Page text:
Try as they might, the Puritans in Parliament and in Cromwell’s New Model Army had one liability that proved a veritable hoodoo: they never secured the love of the common people, who did not like them and never would. Cancelling Christmas certainly did not help. In lieu of their current political agenda, conservative Christians would do well to follow our Lord’s example and seek to influence government and society more through unceasing prayer, sacrificial acts of charity, moral example, and fighting against poverty and injustice than through political power-grabbing. The latter only makes us hated.

The great American orator and agnostic Robert Ingersoll (1833-1899) once noted prophetically,

Churches are becoming political organizations… It probably will not be long until the churches will divide as sharply upon political, as upon theological questions; and when that day comes, if there are not liberals enough to hold the balance of power, this Government will be destroyed. The liberty of man is not safe in the hands of any church. Wherever the Bible and sword are in partnership, man is a slave. All laws for the purpose of making man worship God, are born of the same spirit that kindled the fires of the auto da fe, and lovingly built the dungeons of the Inquisition. All laws defining and punishing blasphemy…were passed by impudent bigots, and should be at once repealed by honest men. An infinite God ought to be able to protect himself, without going in partnership with State Legislatures.[iv]

During the English Revolution, the Puritan poet John Milton (1608-74), used his vast literary and linguistic gifts in the republican cause. In numerous polemical pamphlets he supported not only the revolution but also the execution of the King. For the poet, the ultimate failure of the Commonwealth was a frustrating and heart-breaking conclusion to decades of hard work.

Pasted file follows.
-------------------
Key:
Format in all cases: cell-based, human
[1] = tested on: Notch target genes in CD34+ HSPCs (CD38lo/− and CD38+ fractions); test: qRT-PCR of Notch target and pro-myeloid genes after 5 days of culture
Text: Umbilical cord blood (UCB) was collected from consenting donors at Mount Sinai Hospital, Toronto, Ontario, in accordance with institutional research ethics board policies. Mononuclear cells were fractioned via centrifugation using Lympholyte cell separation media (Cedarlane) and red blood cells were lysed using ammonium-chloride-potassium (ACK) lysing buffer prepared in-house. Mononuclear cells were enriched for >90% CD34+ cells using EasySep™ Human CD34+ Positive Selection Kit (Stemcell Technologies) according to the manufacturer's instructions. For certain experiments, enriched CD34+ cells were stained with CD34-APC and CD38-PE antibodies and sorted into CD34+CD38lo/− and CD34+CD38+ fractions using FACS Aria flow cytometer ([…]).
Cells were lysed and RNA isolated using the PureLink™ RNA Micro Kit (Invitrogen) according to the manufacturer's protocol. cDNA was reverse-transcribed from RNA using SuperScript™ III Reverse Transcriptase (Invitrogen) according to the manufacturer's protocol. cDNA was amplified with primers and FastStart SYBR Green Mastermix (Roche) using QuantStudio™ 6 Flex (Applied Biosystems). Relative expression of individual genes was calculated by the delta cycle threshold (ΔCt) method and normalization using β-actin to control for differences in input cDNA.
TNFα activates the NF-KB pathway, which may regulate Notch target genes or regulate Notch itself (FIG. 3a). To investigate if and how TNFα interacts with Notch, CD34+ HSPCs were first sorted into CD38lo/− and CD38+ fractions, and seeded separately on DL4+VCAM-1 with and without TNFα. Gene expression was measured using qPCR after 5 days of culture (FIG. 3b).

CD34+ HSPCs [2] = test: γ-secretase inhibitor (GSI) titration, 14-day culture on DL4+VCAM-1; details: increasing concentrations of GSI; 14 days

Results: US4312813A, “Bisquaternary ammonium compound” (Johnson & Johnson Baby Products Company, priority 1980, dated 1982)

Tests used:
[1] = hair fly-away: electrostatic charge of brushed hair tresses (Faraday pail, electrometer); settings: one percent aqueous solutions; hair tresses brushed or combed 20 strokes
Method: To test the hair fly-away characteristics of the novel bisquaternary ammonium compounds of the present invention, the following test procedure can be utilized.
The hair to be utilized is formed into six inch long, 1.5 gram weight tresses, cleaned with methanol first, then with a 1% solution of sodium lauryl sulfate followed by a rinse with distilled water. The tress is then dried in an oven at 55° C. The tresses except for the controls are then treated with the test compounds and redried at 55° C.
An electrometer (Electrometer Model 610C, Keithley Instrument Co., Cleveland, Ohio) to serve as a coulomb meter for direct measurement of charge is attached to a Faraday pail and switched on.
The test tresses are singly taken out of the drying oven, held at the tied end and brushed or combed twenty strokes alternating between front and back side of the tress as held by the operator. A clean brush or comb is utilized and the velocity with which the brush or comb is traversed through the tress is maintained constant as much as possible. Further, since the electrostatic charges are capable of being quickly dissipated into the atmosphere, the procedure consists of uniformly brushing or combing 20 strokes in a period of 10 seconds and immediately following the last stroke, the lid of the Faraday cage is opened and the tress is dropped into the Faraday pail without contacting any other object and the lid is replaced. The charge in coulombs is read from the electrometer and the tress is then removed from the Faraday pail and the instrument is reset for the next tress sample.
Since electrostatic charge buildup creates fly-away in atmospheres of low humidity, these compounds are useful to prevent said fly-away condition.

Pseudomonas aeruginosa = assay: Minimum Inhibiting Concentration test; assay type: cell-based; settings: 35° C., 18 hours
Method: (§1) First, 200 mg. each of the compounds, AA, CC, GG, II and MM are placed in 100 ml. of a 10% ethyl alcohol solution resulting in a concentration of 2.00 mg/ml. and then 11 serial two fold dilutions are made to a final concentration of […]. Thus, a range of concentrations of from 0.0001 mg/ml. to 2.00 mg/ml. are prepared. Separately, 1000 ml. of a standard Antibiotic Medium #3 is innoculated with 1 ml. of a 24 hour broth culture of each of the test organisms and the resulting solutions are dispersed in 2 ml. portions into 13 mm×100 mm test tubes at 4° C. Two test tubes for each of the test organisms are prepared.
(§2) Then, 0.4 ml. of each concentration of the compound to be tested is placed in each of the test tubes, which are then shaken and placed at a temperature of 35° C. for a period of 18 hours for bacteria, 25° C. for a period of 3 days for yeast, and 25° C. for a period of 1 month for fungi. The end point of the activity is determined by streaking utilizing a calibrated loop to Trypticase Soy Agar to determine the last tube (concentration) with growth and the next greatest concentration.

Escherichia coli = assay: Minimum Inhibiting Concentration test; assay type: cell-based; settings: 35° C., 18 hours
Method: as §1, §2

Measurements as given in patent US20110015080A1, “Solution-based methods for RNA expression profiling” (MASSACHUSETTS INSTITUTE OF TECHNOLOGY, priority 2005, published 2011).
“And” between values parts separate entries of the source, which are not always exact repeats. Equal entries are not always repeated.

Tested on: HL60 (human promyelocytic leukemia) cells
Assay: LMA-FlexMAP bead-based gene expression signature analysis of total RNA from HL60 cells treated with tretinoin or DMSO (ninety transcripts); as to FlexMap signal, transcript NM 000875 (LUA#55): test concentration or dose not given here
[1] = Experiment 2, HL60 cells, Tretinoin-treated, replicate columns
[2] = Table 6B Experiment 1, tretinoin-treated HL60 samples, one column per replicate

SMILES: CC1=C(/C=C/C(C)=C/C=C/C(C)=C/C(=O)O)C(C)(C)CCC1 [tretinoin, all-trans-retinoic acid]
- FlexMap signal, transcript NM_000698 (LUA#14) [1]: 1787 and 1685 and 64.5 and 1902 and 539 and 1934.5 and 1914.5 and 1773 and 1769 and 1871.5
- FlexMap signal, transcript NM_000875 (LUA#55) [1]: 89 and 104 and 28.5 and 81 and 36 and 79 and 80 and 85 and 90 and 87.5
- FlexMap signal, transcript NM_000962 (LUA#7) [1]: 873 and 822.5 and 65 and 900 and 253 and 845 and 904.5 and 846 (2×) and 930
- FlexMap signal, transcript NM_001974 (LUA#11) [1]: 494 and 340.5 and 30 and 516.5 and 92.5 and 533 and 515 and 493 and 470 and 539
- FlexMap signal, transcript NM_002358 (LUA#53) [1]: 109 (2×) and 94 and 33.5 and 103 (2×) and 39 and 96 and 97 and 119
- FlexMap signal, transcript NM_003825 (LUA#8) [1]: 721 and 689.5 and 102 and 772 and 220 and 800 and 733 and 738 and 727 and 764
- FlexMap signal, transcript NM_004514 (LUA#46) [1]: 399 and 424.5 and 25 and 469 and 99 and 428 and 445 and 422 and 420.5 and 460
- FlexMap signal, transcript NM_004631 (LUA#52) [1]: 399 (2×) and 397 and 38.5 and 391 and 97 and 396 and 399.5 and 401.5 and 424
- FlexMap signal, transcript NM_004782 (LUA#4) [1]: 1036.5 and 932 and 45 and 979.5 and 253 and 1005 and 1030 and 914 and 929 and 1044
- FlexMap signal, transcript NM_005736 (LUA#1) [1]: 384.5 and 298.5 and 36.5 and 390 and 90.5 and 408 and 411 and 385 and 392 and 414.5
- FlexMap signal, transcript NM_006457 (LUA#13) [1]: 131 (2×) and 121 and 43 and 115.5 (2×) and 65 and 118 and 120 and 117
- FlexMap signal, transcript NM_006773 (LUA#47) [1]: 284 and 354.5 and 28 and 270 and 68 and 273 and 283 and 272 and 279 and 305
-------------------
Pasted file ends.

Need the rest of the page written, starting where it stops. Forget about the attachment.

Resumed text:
At the end of his epic poem Paradise Lost (1674), published, not coincidentally, after the Parliament had rejected the Good Old Cause and restored the monarchy, Adam surveys a devastated Creation, brought about by his sin:

Henceforth I learne, that to obey is best,

And love with feare the onely God, to walk

As in his presence, ever to observe

His providence, and on him sole depend,

Merciful over all his works, with good

Still overcoming evil, and by small

Accomplishing great things, by things deemd weake

Subverting worldly strong, and worldly wise

By simply meek; that suffering for Truths sake

Is fortitude to highest victorie,

And to the faithful Death the Gate of Life;

Taught this by his example whom I now

Acknowledge my Redeemer ever blest. (XII.561-573)

Milton wrote part of his poem while on the lam from agents of the restored monarchy. One can see in this final epiphany the disillusioned but unrepentant poet, painfully scanning the wreckage of the republic, while also summoning hope that, for humble people of faith, great things can still be accomplished, even without holding the reins of worldly power.


[i] Jimmy Carter, Our Endangered Values: America’s Moral Crisis, (New York: Simon & Schuster, 2005), 43-44.

[ii] N.T. Wright, “The New Testament and the State,” Themelios, 16:1 (1990), 13.

[iii] Baron Jules de Saint-Genois, Sur des Lettres Inédites de Jacques de Vitry, Évêque de Saint-Jean-d’Acre, Cardinal et Légat du Pape, Écrites en 1216, (Académie Royale de Belgique, 1847), 30.

[iv] Robert G. Ingersoll, “Some Mistakes of Moses” (1879), in The Works of Robert G. Ingersoll, (New York: Dresden Publishing, 1915), vol 2, 33.